Understanding the Four Mechanisms that Drive People to Suicide
At some point in our lives, we may all experience a minor depression, for example after a death in the family, or when we fail to pass an exam. To most people, a light depression is short-lived, but victims of child maltreatment can suffer negative thoughts about themselves, others and the world around them a whole life long. Without professional help, they can’t heal.
People who suffer a severe and lasting depression may attempt to soften their pain, for example by sleeping long hours in order to hide from life; with drugs or alcohol to anesthetize their pain; or by ending one’s life in order to remove the perceived source of pain altogether.
Children and teenagers often cannot escape incidental maltreatment at home. Young people don’t yet possess the emotional buffers needed to mediate the effects of emotional traumas. Precisely because of that, traumatized youth often consider suicide to be the only way to escape their pain.
But people who suffer from depression aren’t born with bad genes, bad drives of some other original sin. In most cases, depressed people were made depressed as a result of adverse childhood experiences, among others physical, sexual, psychological, emotional or verbal maltreatment, in many cases by their own parents. The psychological problems that depressions cause don’t immediately manifest themselves in childhood, but only when children have become teenagers and adults.
Often their whole lives long, maltreated children will believe the negative self-image that was communicated to them through maltreatment. Physical or emotional aggression communicated them that they are inferior human beings who don’t deserve to be loved, but punished “for their own good”.
The True Causes of Suicide
The ACE study on the long-term effects of traumatic childhood experiences found a strong relationship between the number of types of maltreatment someone had been exposed to as a child, and the chances of depression and suicide in adulthood.
The results are shocking. During their whole lives, people with an ACE score of four or more, in other words people who became a victim of four or more types of maltreatment, have a 460 percent higher chance of depression and a 1220 percent higher chance of attempted suicide. People with ACE scores of six or higher even have a 51 times higher chance to rob themselves of their life than people with who scored zero. Of all people with an ACE score of seven or higher, as many as one in three attempted suicide.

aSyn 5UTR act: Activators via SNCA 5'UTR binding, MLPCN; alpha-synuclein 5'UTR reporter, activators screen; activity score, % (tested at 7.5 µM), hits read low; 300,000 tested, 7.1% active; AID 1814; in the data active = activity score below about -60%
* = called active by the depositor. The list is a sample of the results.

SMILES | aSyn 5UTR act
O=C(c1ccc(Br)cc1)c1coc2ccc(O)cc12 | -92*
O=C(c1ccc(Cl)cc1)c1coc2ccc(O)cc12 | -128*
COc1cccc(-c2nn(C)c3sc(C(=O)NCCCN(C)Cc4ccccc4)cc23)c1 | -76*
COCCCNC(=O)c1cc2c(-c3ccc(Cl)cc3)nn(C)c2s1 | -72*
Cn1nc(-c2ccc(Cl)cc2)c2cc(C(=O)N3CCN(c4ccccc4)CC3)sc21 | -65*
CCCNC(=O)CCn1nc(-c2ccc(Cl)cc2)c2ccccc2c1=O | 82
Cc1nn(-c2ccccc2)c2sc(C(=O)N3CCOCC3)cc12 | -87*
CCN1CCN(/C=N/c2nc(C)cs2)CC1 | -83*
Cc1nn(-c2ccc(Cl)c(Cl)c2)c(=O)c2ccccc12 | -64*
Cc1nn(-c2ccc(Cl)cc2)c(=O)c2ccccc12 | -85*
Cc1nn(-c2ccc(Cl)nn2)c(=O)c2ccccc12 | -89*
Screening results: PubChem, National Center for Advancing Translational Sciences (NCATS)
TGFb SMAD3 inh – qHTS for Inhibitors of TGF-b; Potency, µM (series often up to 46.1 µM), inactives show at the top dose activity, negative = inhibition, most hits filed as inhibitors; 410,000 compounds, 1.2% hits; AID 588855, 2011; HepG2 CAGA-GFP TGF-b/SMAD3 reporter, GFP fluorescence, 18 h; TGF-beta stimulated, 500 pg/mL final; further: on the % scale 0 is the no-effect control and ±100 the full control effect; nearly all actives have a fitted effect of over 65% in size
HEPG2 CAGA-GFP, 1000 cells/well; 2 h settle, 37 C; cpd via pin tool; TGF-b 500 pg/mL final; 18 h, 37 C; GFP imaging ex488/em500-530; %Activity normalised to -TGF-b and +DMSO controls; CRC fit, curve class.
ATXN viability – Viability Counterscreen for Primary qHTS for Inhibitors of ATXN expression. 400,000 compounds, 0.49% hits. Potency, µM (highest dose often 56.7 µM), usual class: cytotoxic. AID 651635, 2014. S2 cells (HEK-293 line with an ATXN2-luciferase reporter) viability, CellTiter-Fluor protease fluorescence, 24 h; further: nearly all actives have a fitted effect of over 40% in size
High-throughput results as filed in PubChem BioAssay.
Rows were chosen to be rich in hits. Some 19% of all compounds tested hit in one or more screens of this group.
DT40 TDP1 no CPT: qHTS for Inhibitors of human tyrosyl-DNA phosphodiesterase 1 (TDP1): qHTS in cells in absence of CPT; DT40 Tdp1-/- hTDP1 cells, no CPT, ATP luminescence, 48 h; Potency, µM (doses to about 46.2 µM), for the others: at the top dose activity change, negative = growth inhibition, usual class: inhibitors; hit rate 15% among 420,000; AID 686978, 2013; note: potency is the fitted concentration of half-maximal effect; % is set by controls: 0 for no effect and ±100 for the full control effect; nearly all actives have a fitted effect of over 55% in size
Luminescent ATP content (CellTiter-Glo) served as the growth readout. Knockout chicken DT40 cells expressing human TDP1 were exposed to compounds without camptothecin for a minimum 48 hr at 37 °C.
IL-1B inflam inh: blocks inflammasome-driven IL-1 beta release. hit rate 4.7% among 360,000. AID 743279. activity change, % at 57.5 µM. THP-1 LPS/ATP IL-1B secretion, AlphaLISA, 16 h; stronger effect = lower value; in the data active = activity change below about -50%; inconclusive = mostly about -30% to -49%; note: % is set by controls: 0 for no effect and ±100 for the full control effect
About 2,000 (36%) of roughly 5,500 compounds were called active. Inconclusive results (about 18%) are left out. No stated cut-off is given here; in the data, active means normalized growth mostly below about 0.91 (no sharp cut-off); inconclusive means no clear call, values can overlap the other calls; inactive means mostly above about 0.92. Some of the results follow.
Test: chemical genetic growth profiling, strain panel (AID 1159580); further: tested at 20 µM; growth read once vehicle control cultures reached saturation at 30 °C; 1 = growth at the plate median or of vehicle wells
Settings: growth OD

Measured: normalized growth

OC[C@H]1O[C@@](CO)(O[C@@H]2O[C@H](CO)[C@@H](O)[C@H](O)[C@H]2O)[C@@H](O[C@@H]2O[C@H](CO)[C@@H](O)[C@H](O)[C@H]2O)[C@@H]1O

Child maltreatment appears to be the main source of many suicide attempts later in life: nearly three quarters of all people who ever attempted suicide were raised in a dysfunctional household. Because people maltreated as children will later have savored fewer positive childhood memories to fall back on, every new setback throws them into a downward spiral of negative thoughts about themselves.
In almost al cases, it isn’t the physical pain endured in childhood that causes mental health issues or behavioral disorders, but rather the emotional pain, “the instable and unpredictable behavior of the caretaker”.
Because much child abuse takes place during the formative years of teenage brains, child maltreatment causes permanent damage to people’s brain development. That’s why it’s so difficult to cure depression in adulthood, because healing a depression is only possible by pursuing new, positive life experiences that establish new nerve path connections that upgrade an earlier negative self-image to a positive one.
That means depressed people, in order to heal, to a large part stay dependent on the support and appreciation their social environment is willing to offer them. Thus, the single best thing depressed people can do themselves is to go looking for a healthier environment, and to learn to recognize and avoid toxic people.
The Four Mechanisms
The four mechanisms that cause depression and drive people to suicide are, firstly, the oppression of someone’s personality, individuality and feelings, along with the repression of any memory thereof; secondly, holding on to a belief in the immutability of the future and the world around us; thirdly, the false belief in one’s negative self-image; and fourthly, the impossibility to destroy oneself through other means than suicide.
The first three mechanisms form the prerequisites for a protracted depression, while the fourth mechanism determines whether such a depression will manifest itself inwardly or outwardly.
The first mechanism, the oppression and repression of one’s personality, feelings and memories, arises as a self-defense mechanism against pain, humiliation and other (emotional) maltreatment against which the receiver cannot defend himself. As a consequence of the oppression of their feelings, people fail to express their traumata, which renders healing impossible.